What about SQL? Do you think that you can build this search form by simply concating SQL? Do you think it would be maintainable?

I am sorry, but I don't see this approach working when you move beyond the static, one of, stuff. Sure, I write a lot of SQL to look at my data, but it is done in management studio, and it doesn't go into my application. I can't afford the maintainability issues that this will cause.

time to read 2 min | 207 words

While most of the people working and using open source are fun to work with, there are some people who are... not.

A discussion on the nature of OSS development had turned into an exchange of stories about the "I'm using your stuff, you owe me big time." characters that appears every so often among the otherwise great communities.

Some of those encounters range from the one who thinks that I work for them: "I run into this issue with your stuff, I need you to fix it by Wednesday."

The blackmail attempts are almost amusing: "If you don't add this feature (three months development and human sacrifice may be involved) the I am never using your stuff again, and neither will my company."

To those that have Seen the Light and feel the need to spread it: "Why are you wasting your time on such a expletive expletive expletive stuff, are you so stupid you don't realize that Yxz is so much better then your expletive expletive expletive."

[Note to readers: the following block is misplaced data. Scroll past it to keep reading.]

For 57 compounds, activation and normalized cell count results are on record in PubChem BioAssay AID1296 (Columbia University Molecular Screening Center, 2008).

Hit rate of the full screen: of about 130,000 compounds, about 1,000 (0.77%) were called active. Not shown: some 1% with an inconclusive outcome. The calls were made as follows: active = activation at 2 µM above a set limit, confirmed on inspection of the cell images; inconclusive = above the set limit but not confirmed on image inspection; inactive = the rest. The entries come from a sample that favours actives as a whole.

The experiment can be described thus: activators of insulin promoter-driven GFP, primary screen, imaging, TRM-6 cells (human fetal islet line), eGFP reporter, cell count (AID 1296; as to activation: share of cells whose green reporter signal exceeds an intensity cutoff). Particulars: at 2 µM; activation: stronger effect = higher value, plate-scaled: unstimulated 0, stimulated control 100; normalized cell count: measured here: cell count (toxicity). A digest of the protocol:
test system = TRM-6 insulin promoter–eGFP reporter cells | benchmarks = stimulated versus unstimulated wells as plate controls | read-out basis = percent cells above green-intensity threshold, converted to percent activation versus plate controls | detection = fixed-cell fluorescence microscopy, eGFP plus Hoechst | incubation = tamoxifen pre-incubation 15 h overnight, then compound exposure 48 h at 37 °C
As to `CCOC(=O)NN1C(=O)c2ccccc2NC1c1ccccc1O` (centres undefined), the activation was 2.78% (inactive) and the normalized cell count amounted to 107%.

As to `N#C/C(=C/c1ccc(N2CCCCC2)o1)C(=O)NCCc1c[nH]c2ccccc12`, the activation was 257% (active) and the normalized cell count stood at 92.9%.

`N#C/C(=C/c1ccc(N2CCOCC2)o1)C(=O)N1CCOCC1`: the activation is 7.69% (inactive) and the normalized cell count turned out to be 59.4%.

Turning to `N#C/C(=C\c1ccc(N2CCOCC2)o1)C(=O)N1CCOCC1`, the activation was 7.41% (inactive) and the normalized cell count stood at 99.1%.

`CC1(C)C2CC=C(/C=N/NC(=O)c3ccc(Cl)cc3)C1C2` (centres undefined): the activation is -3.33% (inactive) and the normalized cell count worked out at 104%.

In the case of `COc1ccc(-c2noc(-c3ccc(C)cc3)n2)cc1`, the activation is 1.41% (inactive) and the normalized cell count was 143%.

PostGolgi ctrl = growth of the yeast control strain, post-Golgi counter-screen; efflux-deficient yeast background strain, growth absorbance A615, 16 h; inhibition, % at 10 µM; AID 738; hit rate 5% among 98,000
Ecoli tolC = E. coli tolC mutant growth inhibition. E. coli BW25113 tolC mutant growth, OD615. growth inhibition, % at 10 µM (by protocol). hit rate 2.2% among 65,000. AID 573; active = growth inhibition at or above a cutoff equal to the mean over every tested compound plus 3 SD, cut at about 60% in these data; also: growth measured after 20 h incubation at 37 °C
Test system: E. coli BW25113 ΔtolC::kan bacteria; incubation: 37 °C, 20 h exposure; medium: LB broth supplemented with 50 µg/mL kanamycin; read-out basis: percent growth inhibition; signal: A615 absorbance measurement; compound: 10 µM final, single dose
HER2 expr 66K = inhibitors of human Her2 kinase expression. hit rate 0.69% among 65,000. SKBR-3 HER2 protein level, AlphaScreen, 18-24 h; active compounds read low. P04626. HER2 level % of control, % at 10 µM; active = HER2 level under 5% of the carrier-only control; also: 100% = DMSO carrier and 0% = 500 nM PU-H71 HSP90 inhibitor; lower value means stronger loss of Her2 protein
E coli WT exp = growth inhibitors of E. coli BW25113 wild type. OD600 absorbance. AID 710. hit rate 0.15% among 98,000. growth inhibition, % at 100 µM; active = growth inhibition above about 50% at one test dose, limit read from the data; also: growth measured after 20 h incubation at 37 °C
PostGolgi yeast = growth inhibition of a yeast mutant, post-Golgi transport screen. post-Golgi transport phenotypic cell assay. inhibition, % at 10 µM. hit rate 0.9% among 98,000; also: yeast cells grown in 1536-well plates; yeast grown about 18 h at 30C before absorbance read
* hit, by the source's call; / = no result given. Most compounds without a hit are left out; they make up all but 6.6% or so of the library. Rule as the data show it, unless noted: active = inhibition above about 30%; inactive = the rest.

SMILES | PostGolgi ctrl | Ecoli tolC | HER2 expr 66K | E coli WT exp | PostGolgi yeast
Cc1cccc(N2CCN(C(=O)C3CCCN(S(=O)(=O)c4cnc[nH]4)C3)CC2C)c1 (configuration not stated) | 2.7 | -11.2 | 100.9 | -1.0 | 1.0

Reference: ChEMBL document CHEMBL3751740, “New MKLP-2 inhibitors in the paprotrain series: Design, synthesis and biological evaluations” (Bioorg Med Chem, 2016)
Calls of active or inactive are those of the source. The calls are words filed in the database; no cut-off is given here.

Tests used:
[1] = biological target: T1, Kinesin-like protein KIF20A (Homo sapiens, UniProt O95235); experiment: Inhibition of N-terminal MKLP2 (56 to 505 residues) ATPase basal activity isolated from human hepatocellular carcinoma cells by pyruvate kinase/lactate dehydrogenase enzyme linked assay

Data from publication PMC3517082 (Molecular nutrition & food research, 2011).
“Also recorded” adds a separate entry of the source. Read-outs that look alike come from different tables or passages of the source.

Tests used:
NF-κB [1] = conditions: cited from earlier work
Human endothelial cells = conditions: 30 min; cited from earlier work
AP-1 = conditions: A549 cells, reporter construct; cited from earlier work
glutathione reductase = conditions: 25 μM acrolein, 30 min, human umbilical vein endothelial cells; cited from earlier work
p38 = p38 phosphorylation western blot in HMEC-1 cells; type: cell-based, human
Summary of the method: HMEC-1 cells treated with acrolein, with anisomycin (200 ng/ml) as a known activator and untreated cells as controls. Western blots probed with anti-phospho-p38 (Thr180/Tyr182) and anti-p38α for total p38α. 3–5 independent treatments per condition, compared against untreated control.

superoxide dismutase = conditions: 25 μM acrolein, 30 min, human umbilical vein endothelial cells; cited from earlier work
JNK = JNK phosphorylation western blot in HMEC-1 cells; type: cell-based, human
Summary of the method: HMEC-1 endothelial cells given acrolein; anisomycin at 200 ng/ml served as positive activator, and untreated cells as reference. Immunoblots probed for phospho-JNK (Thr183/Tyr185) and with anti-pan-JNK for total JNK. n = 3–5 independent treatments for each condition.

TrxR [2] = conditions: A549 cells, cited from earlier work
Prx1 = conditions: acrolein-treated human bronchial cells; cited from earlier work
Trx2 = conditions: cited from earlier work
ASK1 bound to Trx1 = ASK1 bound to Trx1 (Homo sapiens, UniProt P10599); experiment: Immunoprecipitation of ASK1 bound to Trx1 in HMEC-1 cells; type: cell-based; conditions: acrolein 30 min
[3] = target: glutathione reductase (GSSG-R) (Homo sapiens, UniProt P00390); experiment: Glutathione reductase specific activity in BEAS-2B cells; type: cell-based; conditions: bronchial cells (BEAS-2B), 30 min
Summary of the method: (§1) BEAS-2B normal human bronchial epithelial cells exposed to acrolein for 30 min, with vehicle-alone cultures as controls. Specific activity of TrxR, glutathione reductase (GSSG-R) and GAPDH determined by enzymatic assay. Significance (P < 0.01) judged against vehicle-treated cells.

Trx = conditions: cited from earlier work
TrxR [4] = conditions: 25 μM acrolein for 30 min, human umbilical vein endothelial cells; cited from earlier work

I remove the expletives because they were fairly unimaginative.

The weirdest so far was a guy that  tried to convert me to Islam on the basis of exchanging three emails.

So, what is your best horror story?


time to read 1 min | 135 words

image Not my code.

I am not even calling this by any way shape or mean.

No way in, no way to debug, check or fix.

In Reflector, the ViewId setter is 80 lines long and contains enough logic to start evolving on its own.

I have spent the entire day fighting the CRM, trying to get it, not to work right, because I consider this beyond hope, but just to the barely functioning level that seems to be the normal state of affair there.

This is just the latest in a long series of error that had made this day an utterly frustrating, annoying, aggrevating mess.

I am going home.








Mocking Boo

time to read 24 min | 4735 words

Okay, I built it to relax a bit, because I am extremely annoyed at the moment. I apologize in advance for the code quality, it is POC only, but still, I wouldn't generally release it like this.

What is this? Do you see the highlighted bit at the bottom? This is Boo code that invokes a Macro on compile. It will generate an adapter and an interface, so you don't have to do it manually. The implementation code is below:


class AdapterMacro(AbstractAstMacro):

      def Expand(macro as MacroStatement):

            if macro.Arguments.Count != 1 or not macro.Arguments[0] isa ReferenceExpression:

                  raise "adapter must be called with a single argument"

            entity = NameResolutionService.Resolve(macro.Arguments[0].ToString())

            raise "adapter only accept types" unless entity.EntityType == EntityType.Type

            BuildType(macro, entity)


      def GetModule(node as Node) as Boo.Lang.Compiler.Ast.Module: